Maria Florencia Canelli, a recent doctoral student at the University of Rochester, won the American Physical Society's 2005 Mitsuyoshi Tanaka Dissertation Award in Experimental Particle Physics.
Her dissertation, completed in 2003 at Fermi National Accelerator Laboratory in Batavia, Ill., under the supervision of Thomas Ferbel, professor of physics at Rochester, bested all other doctoral theses from around the world. The Tanaka Award recognizes exceptional young scientists who performed outstanding original doctoral work in experimental particle physics.
"Florencia was an inexhaustible bundle of energy and great fun to work with during her graduate years," said Ferbel. "Her development at Fermilab has been quite breathtaking, and she continues to impress me with her determination, her vigor, and her insights."
Canelli helped develop and implement a new and far more effective technique to measure the spins of "W bosons." The standard model of particle physics predicts that these W bosons have negative helicity, meaning they spin like left-handed screws. Finding evidence for W bosons of right-handed helicity would revolutionize the currently accepted understanding of particle interactions. This makes the measurement extraordinarily important to physics.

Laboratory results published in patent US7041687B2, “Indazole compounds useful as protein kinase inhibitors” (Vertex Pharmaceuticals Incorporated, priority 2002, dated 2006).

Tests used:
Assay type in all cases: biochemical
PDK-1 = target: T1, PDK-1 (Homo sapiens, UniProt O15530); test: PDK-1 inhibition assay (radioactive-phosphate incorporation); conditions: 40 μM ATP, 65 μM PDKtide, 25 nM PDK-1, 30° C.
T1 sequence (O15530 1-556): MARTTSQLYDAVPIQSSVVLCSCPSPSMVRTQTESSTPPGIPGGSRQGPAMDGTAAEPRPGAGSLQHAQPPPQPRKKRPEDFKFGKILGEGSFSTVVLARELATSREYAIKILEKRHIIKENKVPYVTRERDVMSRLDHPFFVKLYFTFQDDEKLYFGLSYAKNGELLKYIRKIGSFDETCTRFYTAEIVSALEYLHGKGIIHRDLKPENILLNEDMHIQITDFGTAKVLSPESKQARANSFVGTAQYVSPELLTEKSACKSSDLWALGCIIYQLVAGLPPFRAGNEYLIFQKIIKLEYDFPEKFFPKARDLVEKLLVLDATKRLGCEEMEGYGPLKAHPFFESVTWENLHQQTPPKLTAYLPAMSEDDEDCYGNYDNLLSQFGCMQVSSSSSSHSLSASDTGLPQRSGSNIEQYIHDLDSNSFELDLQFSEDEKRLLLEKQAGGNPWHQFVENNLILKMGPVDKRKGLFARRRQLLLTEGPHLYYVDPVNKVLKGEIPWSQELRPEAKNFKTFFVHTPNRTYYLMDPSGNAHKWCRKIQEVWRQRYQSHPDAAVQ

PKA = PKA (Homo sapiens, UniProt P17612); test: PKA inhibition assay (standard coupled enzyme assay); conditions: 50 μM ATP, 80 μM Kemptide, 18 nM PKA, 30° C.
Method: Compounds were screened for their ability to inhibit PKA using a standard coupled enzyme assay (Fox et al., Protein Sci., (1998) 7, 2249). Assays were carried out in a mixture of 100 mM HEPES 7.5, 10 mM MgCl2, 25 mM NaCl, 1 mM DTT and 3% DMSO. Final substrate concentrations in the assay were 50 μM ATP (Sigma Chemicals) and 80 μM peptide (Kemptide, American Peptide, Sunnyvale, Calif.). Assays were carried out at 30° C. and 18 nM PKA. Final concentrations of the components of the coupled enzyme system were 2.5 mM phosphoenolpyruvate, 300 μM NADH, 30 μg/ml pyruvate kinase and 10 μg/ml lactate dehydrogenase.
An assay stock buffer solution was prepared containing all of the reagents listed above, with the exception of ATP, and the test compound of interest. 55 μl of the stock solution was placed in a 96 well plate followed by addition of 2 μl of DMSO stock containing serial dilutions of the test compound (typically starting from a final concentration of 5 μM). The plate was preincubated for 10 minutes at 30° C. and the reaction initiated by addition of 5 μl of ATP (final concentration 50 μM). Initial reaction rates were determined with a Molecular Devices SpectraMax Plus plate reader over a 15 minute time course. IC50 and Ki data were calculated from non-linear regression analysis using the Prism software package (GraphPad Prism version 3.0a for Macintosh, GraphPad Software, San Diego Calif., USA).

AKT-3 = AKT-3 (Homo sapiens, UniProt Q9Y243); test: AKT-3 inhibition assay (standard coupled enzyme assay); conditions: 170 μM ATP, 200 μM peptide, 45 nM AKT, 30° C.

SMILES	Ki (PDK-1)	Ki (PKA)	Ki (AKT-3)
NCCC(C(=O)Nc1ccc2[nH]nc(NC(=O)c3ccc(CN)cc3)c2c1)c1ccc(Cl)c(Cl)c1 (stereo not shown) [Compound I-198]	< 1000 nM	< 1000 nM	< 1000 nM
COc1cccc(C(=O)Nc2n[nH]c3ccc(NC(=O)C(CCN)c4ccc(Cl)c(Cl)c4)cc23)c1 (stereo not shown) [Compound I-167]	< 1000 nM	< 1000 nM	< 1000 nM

Canelli says she felt "proud and thankful" when she heard that she won the award, which consists of $1,500 and an allowance of up to $1,000 for travel to attend the annual meeting of the Division of Particles and Fields where the award will be presented. "I could never have done this without the help of Tom Ferbel," said Canelli.
Canelli is currently a postdoctoral student at the University of California at Los Angeles and is stationed at Fermilab where she is the head of a group studying a top quark experiment. Before coming to Rochester, Canelli studied at the Universities of Asuncion, Paraguay, and Buenos Aires, Argentina. She has been very active in outreach activities, and helped found the Young Particle Physicists organization. She served as a member of Fermilab Users' Executive Committee, and as a representative of the Graduate Student Association at Fermilab. Canelli also received the Frederick Lobkowicz Thesis Prize at Rochester in 2004, the New Talents Prize, and the Chien Shiung Wu Scholarship Award at the Erice School in 2001. Last year, Canelli won the University Research Association's award for the best doctoral thesis at Fermilab.
Source: University of Rochester
Explore further: Top-precision optical atomic clock starts ticking